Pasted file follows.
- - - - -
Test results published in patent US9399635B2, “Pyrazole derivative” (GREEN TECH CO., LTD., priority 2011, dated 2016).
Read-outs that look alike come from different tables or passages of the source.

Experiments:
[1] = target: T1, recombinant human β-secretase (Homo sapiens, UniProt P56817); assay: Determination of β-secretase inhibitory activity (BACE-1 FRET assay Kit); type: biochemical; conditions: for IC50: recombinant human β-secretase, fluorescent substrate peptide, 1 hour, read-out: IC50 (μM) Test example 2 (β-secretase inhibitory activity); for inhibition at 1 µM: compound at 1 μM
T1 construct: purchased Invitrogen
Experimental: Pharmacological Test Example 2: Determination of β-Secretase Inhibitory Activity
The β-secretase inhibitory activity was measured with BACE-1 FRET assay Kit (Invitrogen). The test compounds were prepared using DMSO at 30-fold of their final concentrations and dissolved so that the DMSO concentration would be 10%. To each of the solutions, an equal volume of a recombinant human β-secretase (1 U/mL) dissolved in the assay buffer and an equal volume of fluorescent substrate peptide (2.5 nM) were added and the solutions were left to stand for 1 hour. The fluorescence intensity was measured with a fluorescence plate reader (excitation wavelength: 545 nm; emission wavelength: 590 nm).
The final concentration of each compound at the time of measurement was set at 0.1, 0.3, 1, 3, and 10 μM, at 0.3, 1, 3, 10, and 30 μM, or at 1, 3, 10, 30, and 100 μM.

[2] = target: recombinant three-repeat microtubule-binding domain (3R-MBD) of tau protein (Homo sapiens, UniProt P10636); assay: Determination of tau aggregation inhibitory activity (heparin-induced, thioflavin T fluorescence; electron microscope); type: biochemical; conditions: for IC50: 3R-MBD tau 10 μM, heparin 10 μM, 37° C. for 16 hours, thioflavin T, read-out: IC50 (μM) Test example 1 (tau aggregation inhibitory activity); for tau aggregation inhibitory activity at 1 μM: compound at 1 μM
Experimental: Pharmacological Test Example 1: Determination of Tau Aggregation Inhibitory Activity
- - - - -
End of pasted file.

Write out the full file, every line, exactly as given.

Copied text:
Test results published in patent US9399635B2, “Pyrazole derivative” (GREEN TECH CO., LTD., priority 2011, dated 2016).
Read-outs that look alike come from different tables or passages of the source.

Experiments:
[1] = target: T1, recombinant human β-secretase (Homo sapiens, UniProt P56817); assay: Determination of β-secretase inhibitory activity (BACE-1 FRET assay Kit); type: biochemical; conditions: for IC50: recombinant human β-secretase, fluorescent substrate peptide, 1 hour, read-out: IC50 (μM) Test example 2 (β-secretase inhibitory activity); for inhibition at 1 µM: compound at 1 μM
T1 construct: purchased Invitrogen
Experimental: Pharmacological Test Example 2: Determination of β-Secretase Inhibitory Activity
The β-secretase inhibitory activity was measured with BACE-1 FRET assay Kit (Invitrogen). The test compounds were prepared using DMSO at 30-fold of their final concentrations and dissolved so that the DMSO concentration would be 10%. To each of the solutions, an equal volume of a recombinant human β-secretase (1 U/mL) dissolved in the assay buffer and an equal volume of fluorescent substrate peptide (2.5 nM) were added and the solutions were left to stand for 1 hour. The fluorescence intensity was measured with a fluorescence plate reader (excitation wavelength: 545 nm; emission wavelength: 590 nm).
The final concentration of each compound at the time of measurement was set at 0.1, 0.3, 1, 3, and 10 μM, at 0.3, 1, 3, 10, and 30 μM, or at 1, 3, 10, 30, and 100 μM.

[2] = target: recombinant three-repeat microtubule-binding domain (3R-MBD) of tau protein (Homo sapiens, UniProt P10636); assay: Determination of tau aggregation inhibitory activity (heparin-induced, thioflavin T fluorescence; electron microscope); type: biochemical; conditions: for IC50: 3R-MBD tau 10 μM, heparin 10 μM, 37° C. for 16 hours, thioflavin T, read-out: IC50 (μM) Test example 1 (tau aggregation inhibitory activity); for tau aggregation inhibitory activity at 1 μM: compound at 1 μM
Experimental: Pharmacological Test Example 1: Determination of Tau Aggregation Inhibitory Activity